5. Shear, M. K., N. Simon, et al. (2011). “Complicated grief and related bereavement issues for DSM-5.” Depression and Anxiety 28(2): 103-117.
Bereavement is a severe stressor that typically incites painful and debilitating symptoms of acute grief that commonly progresses to restoration of a satisfactory, if changed, life. Normally, grief does not need clinical intervention. However, sometimes acute grief can gain a foothold and become a chronic debilitating condition called complicated grief. Moreover, the stress caused by bereavement, like other stressors, can increase the likelihood of onset or worsening of other physical or mental disorders. Hence, some bereaved people need to be diagnosed and treated. A clinician evaluating a bereaved person is at risk for both over-and under-diagnosis, either pathologizing a normal condition or neglecting to treat an impairing disorder. The authors of DSM IV focused primarily on the problem of over-diagnosis, and omitted complicated grief because of insufficient evidence. We revisit bereavement considerations in light of new research findings. This article focuses primarily on a discussion of possible inclusion of a new diagnosis and dimensional assessment of complicated grief. We also discuss modifications in the bereavement V code and refinement of bereavement exclusions in major depression and other disorders. Depression and Anxiety, 2011. © 2011 Wiley-Liss, Inc.
6. Prigerson, H. G., P. K. Maciejewski, et al. (1995). “Inventory of complicated grief: A scale to measure maladaptive symptoms of loss.” Psychiatry Research 59(1–2): 65-79.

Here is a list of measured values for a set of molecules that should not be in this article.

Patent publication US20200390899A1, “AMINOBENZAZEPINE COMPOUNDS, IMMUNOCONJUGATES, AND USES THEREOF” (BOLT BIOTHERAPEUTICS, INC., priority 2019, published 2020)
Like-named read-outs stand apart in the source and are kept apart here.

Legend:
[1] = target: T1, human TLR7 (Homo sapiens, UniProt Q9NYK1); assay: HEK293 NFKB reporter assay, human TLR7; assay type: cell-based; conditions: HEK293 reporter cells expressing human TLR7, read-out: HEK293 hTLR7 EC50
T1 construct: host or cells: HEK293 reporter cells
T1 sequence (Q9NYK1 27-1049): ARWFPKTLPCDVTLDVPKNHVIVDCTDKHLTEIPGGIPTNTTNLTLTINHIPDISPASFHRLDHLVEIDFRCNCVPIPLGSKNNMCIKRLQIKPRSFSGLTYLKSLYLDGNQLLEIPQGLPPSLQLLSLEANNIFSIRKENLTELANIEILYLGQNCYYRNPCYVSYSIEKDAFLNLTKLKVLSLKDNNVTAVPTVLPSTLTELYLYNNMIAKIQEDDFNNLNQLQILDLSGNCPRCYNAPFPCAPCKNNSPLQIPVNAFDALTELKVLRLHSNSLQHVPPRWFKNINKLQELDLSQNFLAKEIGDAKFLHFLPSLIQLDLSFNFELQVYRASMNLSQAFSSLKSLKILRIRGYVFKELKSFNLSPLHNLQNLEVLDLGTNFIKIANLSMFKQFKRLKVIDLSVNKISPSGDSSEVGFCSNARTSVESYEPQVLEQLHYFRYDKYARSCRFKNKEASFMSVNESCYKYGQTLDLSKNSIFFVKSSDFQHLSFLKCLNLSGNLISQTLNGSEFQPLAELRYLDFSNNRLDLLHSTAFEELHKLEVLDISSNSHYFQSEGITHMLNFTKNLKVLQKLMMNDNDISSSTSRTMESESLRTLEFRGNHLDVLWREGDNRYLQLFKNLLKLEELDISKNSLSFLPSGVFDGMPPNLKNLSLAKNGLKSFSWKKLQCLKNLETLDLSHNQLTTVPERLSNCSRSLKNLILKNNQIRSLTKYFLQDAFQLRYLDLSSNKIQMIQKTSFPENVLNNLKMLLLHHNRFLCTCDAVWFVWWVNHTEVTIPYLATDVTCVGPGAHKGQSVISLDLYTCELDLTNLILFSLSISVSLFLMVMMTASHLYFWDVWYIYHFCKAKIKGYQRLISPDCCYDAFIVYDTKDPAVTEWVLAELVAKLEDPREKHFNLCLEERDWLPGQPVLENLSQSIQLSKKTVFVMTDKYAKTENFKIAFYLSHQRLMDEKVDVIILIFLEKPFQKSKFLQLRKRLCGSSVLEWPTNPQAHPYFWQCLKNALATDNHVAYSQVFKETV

Certain symptoms of grief have been shown 1. (a) to be distinct from bereavement-related depression and anxiety, and 2. (b) to predict long-term functional impairments. We termed these symptoms of “complicated grief” and developed the Inventory of Complicated Grief (ICG) to assess them. Data were derived from 97 conjugally bereaved elders who completed the ICG, along with other self-report scales measuring grief, depression, and background characteristics. Exploratory factor analyses indicated that the ICG measured a single underlying construct of complicated grief. High internal consistency and test-retest reliabilities were evidence of the ICG’s reliability. The ICG total score’s association with severity of depressive symptoms and a general measure of grief suggested a valid, yet distinct, assessment of emotional distress. Respondents with ICG scores >25 were significantly more impaired in social, general, mental, and physical health functioning and in bodily pain than those with ICG scores ≤25. Thus, the ICG, a scale with demonstrated internal consistency, and convergent and criterion validity, provides an easily administered assessment for symptoms of complicated grief.
7. Pies, R. W., MD (2012) After Bereavement, Is It “Normal Grief” or Major Depression?
The PBPI: A Potential Assessment Tool Psychiatric Times 22,